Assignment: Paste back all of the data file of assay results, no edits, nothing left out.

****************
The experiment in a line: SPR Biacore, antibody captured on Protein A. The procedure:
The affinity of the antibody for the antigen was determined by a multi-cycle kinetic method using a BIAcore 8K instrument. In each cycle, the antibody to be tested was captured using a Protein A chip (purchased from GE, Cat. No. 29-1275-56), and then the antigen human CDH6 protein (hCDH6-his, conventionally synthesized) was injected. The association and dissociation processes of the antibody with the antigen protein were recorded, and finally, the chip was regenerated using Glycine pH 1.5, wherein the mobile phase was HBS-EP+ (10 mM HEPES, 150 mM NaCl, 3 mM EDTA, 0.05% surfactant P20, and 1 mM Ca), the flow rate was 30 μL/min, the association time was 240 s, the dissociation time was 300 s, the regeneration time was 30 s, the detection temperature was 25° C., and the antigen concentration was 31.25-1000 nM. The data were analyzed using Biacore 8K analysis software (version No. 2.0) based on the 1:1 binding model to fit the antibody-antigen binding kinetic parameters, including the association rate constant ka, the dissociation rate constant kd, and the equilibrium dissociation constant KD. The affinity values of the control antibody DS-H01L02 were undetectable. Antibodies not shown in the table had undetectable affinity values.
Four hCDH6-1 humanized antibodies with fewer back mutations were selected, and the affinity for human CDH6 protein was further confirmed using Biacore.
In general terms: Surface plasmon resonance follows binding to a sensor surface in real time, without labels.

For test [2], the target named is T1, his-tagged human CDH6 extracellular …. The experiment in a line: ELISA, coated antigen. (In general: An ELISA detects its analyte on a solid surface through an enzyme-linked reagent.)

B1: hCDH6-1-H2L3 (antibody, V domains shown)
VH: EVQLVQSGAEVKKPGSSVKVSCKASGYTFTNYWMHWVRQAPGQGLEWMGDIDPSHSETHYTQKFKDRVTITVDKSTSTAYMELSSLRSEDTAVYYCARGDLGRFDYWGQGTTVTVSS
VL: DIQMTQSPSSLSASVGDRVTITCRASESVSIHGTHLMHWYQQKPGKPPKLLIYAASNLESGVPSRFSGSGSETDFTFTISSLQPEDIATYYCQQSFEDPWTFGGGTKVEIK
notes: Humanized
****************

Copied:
The experiment in a line: SPR Biacore, antibody captured on Protein A. The procedure:
The affinity of the antibody for the antigen was determined by a multi-cycle kinetic method using a BIAcore 8K instrument. In each cycle, the antibody to be tested was captured using a Protein A chip (purchased from GE, Cat. No. 29-1275-56), and then the antigen human CDH6 protein (hCDH6-his, conventionally synthesized) was injected. The association and dissociation processes of the antibody with the antigen protein were recorded, and finally, the chip was regenerated using Glycine pH 1.5, wherein the mobile phase was HBS-EP+ (10 mM HEPES, 150 mM NaCl, 3 mM EDTA, 0.05% surfactant P20, and 1 mM Ca), the flow rate was 30 μL/min, the association time was 240 s, the dissociation time was 300 s, the regeneration time was 30 s, the detection temperature was 25° C., and the antigen concentration was 31.25-1000 nM. The data were analyzed using Biacore 8K analysis software (version No. 2.0) based on the 1:1 binding model to fit the antibody-antigen binding kinetic parameters, including the association rate constant ka, the dissociation rate constant kd, and the equilibrium dissociation constant KD. The affinity values of the control antibody DS-H01L02 were undetectable. Antibodies not shown in the table had undetectable affinity values.
Four hCDH6-1 humanized antibodies with fewer back mutations were selected, and the affinity for human CDH6 protein was further confirmed using Biacore.
In general terms: Surface plasmon resonance follows binding to a sensor surface in real time, without labels.

For test [2], the target named is T1, his-tagged human CDH6 extracellular …. The experiment in a line: ELISA, coated antigen. (In general: An ELISA detects its analyte on a solid surface through an enzyme-linked reagent.)

B1: hCDH6-1-H2L3 (antibody, V domains shown)
VH: EVQLVQSGAEVKKPGSSVKVSCKASGYTFTNYWMHWVRQAPGQGLEWMGDIDPSHSETHYTQKFKDRVTITVDKSTSTAYMELSSLRSEDTAVYYCARGDLGRFDYWGQGTTVTVSS
VL: DIQMTQSPSSLSASVGDRVTITCRASESVSIHGTHLMHWYQQKPGKPPKLLIYAASNLESGVPSRFSGSGSETDFTFTISSLQPEDIATYYCQQSFEDPWTFGGGTKVEIK
notes: Humanized